Nowadays, the World Wide Web (WWW) has become an essential source of information in almost every area of knowledge. This situation have led to the critical need for powerful search engines able to instantly provide access to the required information. Those search engines supply ordered lists containing the best results related to the user query based on intelligent page ranking algorithms. In this context, the ranking of pages represents a key component determining how users browse the web, motivating the development of a large number of techniques aimed at improving the accuracy of the ranking process [1,2,3]. As a result, different advanced search engine-positioning methods like Search Engine Optimization (SEO) or Search Engine Marketing (SEM) were recently implemented, being widely used.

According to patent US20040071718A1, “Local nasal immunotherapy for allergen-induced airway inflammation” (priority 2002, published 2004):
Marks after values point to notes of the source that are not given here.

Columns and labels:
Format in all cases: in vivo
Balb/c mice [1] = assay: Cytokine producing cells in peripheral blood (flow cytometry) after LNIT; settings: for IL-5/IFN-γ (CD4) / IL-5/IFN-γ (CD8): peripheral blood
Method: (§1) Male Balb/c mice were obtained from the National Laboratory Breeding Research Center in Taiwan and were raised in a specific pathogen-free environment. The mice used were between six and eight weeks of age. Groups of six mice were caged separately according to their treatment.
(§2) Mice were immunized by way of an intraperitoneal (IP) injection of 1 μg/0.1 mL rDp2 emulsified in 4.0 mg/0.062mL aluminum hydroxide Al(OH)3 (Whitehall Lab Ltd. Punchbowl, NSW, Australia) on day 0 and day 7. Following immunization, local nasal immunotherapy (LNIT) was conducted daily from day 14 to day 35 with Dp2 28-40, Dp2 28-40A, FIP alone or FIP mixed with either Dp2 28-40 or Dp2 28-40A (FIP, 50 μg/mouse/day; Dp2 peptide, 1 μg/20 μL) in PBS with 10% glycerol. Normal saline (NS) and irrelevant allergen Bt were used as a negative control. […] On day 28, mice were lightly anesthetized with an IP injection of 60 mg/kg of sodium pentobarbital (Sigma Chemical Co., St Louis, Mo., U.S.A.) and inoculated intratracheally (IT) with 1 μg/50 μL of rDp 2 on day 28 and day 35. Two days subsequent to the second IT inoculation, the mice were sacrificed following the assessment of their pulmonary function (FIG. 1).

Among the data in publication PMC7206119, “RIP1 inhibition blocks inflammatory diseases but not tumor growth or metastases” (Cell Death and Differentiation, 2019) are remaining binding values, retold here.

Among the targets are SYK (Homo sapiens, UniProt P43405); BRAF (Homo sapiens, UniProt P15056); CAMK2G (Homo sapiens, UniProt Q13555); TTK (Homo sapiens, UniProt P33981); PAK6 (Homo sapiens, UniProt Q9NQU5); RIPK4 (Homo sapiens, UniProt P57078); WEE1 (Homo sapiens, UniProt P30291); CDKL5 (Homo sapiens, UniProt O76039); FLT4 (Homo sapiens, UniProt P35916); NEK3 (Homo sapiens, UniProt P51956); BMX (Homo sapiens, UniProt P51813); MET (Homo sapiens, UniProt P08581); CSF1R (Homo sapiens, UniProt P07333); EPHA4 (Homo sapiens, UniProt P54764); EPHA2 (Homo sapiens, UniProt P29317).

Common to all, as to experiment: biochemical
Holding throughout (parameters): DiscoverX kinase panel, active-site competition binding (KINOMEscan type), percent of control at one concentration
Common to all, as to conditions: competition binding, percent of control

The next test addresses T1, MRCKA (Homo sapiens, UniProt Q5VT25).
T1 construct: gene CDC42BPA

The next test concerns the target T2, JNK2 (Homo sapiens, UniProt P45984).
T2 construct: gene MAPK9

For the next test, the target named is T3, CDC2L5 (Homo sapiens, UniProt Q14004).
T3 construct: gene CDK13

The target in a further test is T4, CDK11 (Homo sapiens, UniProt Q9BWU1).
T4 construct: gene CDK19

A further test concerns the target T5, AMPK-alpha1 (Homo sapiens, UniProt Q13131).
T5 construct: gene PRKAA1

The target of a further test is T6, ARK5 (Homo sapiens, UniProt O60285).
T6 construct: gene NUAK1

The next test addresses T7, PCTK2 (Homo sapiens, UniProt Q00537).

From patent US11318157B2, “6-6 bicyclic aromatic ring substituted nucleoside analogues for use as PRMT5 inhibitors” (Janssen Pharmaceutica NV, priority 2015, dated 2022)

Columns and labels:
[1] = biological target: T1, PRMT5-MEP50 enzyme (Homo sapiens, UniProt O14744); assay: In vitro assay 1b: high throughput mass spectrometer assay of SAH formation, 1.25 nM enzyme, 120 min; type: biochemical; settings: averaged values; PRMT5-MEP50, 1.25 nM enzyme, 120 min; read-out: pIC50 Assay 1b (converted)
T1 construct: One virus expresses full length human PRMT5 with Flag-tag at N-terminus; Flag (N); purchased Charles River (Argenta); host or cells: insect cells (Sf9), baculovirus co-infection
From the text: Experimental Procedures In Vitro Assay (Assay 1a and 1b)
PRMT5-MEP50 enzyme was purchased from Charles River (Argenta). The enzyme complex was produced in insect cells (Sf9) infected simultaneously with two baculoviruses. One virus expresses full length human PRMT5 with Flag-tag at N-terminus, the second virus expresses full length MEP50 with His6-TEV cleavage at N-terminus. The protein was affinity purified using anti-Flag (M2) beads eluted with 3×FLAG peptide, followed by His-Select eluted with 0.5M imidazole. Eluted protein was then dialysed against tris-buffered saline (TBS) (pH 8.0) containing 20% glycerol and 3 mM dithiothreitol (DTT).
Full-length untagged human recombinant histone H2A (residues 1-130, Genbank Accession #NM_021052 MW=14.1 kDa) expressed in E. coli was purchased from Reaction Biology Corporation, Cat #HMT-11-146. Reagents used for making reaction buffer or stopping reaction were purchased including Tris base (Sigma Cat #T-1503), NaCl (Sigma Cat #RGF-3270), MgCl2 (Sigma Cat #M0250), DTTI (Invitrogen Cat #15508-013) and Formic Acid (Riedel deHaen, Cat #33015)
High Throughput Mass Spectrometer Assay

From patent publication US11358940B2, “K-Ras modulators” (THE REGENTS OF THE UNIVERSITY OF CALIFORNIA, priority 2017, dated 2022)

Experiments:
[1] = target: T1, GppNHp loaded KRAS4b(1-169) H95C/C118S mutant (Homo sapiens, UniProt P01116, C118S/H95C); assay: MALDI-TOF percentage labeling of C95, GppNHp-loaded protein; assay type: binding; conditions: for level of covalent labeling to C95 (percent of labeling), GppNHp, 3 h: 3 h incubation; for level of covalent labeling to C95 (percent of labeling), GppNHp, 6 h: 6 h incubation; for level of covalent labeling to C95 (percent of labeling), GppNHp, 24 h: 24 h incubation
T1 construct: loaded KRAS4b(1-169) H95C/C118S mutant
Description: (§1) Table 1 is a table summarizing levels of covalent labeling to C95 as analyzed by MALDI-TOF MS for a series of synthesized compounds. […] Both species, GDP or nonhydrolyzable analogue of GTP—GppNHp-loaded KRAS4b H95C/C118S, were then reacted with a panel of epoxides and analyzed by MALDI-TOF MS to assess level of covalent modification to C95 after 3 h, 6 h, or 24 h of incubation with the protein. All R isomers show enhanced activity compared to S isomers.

In such a situation, given the economic importance of occupying prominent positions in rankings, different illegal methods were also developed for specifically deceiving the ranking algorithms internally used by common search engines [4]. Such pernicious techniques are generally known as web spamming practices or spamdexing procedures. At present, web spamming activities have a decisive detrimental effect on the quality of search results, causing a considerable waste of users’ time and a decrease in the trust bestowed upon major search engine providers [5]. Additionally, recent studies indicate that the amount of web spam is dramatically increasing instead of reducing [6,7]. In this context, the effective elimination of web spam entries from search results represents an essential unresolved issue.